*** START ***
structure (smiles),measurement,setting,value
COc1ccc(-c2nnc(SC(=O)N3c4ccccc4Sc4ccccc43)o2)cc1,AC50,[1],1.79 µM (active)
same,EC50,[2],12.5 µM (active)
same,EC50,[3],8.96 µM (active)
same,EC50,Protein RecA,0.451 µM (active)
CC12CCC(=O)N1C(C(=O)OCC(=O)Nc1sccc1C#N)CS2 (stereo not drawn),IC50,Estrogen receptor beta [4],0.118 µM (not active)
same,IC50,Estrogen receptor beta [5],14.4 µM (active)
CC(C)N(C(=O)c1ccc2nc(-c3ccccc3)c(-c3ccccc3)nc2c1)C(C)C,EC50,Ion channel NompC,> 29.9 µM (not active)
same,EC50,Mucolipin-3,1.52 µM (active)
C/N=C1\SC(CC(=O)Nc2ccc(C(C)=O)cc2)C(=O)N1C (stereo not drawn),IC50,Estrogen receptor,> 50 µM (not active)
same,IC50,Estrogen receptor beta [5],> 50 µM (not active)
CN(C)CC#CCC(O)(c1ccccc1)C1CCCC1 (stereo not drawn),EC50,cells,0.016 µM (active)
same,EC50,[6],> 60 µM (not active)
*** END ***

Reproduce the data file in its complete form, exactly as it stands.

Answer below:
structure (smiles),measurement,setting,value
COc1ccc(-c2nnc(SC(=O)N3c4ccccc4Sc4ccccc43)o2)cc1,AC50,[1],1.79 µM (active)
same,EC50,[2],12.5 µM (active)
same,EC50,[3],8.96 µM (active)
same,EC50,Protein RecA,0.451 µM (active)
CC12CCC(=O)N1C(C(=O)OCC(=O)Nc1sccc1C#N)CS2 (stereo not drawn),IC50,Estrogen receptor beta [4],0.118 µM (not active)
same,IC50,Estrogen receptor beta [5],14.4 µM (active)
CC(C)N(C(=O)c1ccc2nc(-c3ccccc3)c(-c3ccccc3)nc2c1)C(C)C,EC50,Ion channel NompC,> 29.9 µM (not active)
same,EC50,Mucolipin-3,1.52 µM (active)
C/N=C1\SC(CC(=O)Nc2ccc(C(C)=O)cc2)C(=O)N1C (stereo not drawn),IC50,Estrogen receptor,> 50 µM (not active)
same,IC50,Estrogen receptor beta [5],> 50 µM (not active)
CN(C)CC#CCC(O)(c1ccccc1)C1CCCC1 (stereo not drawn),EC50,cells,0.016 µM (active)
same,EC50,[6],> 60 µM (not active)